In a recent VEER Magazine piece I criticized Virginia's idiotic marijuana laws that serve little purpose other than to make otherwise law abiding citizens into criminals, often sending them to prison and destroying their ability to ever secure quality jobs upon their released. No segment of the population is hit harder by these laws than young black males who lack legal counsel and get convicted whereas whites with legal counsel either secure reduced sentences or have their sentences dropped after good behavior. I've seen it happen sitting in court with clients with code violations, so those who deny this reality are living in a fantasy world or lying to themselves. The havoc wreaked on the black community is immense, not that most Republicans give a damn since many are racists themselves or pander to racists in the party base. As an article in the New York Times indicates, there is another sinister and deadly outcome from such failed criminal justices policies: rampant HIV/AIDS among black women. The article looks at the failure of criminal justice in this nation and the bigotry that is fueling the HIV/AIDS epidemic. Unfortunately, the article fails to look at the homophobia of black churches that only worsens the problem by pushing black males to be "on the down low." Here are article highlights:
[I]t is critical that we do not overlook the significant evidence showing that the end result of these practices — the mass incarceration of nonwhite men — may also be fueling an urgent public health crisis among some of the most disadvantaged members of our society.
Although African-Americans represent about 12 percent of the United States’ population, they account for roughly half of all new infections and deaths from H.I.V./AIDS. The H.I.V. infection rate among black women is 20 times higher than for white women . . . . “If H.I.V./AIDS were the leading cause of death of white women between the ages of 25 and 34, there would be an outraged outcry in this country.”
Because most gay men do not have female sexual partners and there are relatively low rates of infection among nonblack women, and because rates of injection drug use or unprotected sex among black women are no higher than for other groups, the rapid increase in H.I.V./AIDS cases among black women has been hard to account for. But several public health studies now suggest that because people tend to select sex partners from within their own communities, higher rates of H.I.V. among men who have been in prison may raise the risk of infection in their community.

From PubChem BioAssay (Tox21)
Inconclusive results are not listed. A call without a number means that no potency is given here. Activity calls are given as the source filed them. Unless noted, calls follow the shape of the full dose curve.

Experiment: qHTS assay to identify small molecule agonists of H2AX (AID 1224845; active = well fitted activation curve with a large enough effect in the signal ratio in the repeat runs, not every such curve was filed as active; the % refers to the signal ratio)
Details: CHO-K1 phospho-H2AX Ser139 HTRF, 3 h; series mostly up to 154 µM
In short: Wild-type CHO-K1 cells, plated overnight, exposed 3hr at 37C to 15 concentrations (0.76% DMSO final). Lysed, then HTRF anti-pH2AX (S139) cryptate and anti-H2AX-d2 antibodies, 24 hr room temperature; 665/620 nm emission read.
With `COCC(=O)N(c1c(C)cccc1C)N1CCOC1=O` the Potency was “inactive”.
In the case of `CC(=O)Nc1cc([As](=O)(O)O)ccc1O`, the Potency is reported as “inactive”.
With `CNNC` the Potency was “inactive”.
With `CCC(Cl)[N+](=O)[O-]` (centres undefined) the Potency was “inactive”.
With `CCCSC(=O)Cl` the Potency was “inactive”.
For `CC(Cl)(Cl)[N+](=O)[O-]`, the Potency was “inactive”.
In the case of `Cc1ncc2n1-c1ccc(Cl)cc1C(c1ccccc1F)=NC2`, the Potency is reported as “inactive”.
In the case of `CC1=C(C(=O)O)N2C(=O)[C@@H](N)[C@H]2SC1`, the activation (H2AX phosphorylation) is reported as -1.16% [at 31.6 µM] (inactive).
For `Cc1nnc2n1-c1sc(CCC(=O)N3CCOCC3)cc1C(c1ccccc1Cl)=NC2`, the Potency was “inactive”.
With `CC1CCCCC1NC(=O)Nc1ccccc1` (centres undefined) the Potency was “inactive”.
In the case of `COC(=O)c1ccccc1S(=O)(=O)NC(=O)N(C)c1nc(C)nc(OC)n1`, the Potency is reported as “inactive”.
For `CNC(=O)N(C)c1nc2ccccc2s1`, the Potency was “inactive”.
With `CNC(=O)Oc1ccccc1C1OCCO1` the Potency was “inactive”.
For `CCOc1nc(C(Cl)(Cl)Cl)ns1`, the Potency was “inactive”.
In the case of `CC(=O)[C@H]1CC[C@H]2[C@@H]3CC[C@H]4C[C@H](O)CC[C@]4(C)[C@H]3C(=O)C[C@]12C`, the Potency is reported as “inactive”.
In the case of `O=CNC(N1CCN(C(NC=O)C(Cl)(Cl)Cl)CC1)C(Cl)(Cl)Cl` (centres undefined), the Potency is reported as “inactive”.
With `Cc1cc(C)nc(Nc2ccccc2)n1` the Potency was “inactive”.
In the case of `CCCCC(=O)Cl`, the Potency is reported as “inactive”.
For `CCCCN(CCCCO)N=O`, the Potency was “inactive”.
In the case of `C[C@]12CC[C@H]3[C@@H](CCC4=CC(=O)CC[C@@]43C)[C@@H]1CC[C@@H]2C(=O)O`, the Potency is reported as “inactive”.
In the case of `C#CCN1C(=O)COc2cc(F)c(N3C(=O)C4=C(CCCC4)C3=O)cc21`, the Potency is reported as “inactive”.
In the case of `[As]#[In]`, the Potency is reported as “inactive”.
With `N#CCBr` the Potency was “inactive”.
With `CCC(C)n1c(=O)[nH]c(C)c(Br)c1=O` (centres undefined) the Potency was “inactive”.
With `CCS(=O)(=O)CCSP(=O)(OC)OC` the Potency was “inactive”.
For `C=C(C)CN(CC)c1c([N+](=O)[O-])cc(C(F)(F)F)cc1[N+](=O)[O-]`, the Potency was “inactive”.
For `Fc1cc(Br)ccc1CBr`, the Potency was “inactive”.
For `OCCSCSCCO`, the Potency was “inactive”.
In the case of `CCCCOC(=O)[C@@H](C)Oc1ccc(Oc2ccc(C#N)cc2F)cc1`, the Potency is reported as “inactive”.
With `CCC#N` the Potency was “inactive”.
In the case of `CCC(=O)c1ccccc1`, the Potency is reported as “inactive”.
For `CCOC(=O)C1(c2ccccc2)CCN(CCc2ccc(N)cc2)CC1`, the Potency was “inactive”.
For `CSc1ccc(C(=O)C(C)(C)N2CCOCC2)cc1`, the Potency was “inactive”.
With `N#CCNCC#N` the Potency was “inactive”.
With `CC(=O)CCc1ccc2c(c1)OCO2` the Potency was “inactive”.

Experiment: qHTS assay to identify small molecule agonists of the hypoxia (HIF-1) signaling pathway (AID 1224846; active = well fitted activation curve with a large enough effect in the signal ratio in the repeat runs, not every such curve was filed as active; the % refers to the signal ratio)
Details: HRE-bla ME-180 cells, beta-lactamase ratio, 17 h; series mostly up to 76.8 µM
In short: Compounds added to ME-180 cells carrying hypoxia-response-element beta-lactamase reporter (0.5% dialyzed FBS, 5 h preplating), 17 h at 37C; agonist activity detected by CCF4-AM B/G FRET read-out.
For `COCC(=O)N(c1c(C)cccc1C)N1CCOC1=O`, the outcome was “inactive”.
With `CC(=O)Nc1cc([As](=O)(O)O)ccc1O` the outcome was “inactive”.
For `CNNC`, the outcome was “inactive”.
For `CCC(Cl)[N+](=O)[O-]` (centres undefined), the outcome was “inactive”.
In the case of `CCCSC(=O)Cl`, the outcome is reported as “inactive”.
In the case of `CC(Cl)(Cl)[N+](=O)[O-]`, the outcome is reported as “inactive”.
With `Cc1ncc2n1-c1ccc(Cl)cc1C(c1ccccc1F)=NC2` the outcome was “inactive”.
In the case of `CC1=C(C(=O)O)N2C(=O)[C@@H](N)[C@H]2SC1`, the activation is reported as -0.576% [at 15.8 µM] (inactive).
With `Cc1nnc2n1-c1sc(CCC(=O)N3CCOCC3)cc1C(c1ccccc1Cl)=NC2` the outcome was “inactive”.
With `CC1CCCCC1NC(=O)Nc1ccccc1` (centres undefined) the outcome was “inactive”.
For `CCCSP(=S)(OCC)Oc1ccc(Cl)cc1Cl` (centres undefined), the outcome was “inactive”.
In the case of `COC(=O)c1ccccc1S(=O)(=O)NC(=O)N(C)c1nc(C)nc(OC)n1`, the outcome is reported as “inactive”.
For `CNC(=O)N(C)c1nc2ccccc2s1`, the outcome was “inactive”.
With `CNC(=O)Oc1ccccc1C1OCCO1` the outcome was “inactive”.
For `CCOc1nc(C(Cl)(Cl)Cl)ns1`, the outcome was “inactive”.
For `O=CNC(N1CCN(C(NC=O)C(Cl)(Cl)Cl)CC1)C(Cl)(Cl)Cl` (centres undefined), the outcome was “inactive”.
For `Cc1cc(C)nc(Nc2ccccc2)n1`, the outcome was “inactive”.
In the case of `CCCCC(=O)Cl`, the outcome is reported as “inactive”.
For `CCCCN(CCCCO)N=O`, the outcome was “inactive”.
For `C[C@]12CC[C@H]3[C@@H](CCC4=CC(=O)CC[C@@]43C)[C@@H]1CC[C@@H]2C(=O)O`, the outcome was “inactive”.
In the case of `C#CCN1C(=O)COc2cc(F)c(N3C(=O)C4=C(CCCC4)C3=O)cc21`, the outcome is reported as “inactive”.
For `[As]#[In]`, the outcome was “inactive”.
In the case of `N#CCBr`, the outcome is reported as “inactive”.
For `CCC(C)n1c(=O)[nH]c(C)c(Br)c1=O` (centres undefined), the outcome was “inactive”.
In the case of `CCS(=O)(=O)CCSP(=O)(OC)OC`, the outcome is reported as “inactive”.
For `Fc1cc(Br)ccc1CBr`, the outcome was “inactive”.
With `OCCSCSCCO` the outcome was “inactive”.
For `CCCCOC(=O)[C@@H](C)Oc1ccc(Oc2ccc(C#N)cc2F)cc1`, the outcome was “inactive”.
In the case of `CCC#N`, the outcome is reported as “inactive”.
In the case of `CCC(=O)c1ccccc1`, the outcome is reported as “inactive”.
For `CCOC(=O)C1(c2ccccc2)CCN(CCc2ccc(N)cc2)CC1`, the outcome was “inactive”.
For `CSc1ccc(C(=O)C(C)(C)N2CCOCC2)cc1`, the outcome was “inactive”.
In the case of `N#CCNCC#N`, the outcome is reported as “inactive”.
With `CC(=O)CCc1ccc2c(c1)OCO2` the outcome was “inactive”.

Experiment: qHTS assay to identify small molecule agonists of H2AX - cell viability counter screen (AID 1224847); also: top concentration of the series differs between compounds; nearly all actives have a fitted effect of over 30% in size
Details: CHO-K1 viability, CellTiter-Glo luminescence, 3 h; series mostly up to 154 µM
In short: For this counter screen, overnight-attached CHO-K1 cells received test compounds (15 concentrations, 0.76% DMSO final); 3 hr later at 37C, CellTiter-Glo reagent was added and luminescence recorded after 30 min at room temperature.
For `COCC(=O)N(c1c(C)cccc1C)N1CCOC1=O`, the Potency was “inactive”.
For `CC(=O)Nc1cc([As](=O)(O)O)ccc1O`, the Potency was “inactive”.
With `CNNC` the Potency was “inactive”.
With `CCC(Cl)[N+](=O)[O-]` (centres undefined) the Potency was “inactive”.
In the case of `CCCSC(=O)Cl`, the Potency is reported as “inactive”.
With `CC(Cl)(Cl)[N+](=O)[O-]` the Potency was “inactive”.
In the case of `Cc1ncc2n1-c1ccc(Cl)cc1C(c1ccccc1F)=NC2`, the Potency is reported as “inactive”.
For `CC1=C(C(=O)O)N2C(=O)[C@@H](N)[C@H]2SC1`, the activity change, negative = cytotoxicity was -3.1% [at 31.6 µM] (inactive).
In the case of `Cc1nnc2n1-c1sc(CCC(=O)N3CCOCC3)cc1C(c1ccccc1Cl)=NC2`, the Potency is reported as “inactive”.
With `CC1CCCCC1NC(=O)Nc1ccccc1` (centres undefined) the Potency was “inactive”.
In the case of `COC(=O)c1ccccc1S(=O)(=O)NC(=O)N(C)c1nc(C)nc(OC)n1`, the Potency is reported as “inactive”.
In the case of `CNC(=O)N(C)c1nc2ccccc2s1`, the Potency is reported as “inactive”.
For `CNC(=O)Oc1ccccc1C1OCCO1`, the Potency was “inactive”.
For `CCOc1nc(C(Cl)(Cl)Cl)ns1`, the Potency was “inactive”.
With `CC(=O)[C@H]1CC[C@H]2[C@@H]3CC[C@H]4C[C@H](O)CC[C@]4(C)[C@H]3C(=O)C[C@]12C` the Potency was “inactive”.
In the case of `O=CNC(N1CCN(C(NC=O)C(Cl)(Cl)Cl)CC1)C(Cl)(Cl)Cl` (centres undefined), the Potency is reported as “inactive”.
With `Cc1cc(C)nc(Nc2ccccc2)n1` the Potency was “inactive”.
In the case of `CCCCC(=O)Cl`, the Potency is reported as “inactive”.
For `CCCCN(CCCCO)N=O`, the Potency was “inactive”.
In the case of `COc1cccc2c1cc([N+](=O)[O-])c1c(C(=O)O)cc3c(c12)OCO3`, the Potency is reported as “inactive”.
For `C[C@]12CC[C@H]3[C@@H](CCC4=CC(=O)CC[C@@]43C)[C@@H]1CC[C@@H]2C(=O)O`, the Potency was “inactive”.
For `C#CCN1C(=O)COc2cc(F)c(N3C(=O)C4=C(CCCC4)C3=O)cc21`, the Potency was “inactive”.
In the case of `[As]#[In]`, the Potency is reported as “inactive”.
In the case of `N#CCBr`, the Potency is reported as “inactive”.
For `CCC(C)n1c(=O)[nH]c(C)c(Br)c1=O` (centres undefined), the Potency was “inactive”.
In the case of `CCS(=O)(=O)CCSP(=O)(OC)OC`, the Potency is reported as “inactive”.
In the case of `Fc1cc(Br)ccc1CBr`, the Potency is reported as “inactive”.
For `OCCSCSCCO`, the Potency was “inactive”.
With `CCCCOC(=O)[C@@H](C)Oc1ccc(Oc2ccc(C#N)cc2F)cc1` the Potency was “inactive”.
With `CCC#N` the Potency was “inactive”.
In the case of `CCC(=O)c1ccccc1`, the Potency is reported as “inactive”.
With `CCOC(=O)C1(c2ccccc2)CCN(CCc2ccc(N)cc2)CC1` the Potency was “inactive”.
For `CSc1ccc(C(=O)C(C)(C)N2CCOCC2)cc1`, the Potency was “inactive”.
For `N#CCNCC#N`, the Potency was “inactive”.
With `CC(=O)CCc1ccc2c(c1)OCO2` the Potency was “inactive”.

A study conducted by two professors of public policy at the University of California, Berkeley, determined that from 1970 to 2000, a period in which the incarceration rates for black men skyrocketed to roughly six times the rate for non-Hispanic white men, the H.I.V./AIDS infection rate for black women rose to 19 times the rate for non-Hispanic white women. Using various sources of data to investigate the connection between these developments, they concluded that “higher incarceration rates among black males explain the lion’s share of the black-white disparity in AIDS infection rates among both men and women.”
[I]ncarceration is a risk factor for H.I.V. infection for the following reasons: There is a higher prevalence of H.I.V. among prison populations; there are higher than average rates of sexual assault and coercive sex among men in prison; inmates have little access to condoms; injectable drugs and tattooing are risk factors that also occur in prisons; and when people are released from prison they typically have inadequate access to health care and treatment because of unemployment and poverty.
These facts suggest that an important contributor to the H.I.V. crisis among black women may be hyper-incarceration. . . . . Outside of prison, African-Americans have the same (or lower) rates of risky sex or drug use as other Americans. Explanations like these reinforce homophobic and racist “blame the victim” attitudes. They have also impeded disease reduction by wrongly identifying vectors of transmission.
There is an urgent need for new policy approaches. We should demand rigorous enforcement of the standards mandated by the 2003 Prison Rape Elimination Act in order to significantly reduce sexual assaults and coercive sexual practices inside our prisons. We also need to insist that condoms be distributed inside all prisons, and that incarcerated individuals have access to H.I.V. testing and treatment before and after their release. Finally, we must continue to work to eliminate racial profiling in our criminal justice system, and significantly reduce incarceration rates by revising laws and punishment practices that unnecessarily send so many nonviolent lawbreakers to prison.
For those with their heads in the sand, HIV/AIDS in the black community is a huge problem in the Hampton Roads area. Pretending that the problem does not exist or ignoring the factor that Virginia's failed criminal justice system is playing in exacerbating the problem is idiocy and/or out right bigotry..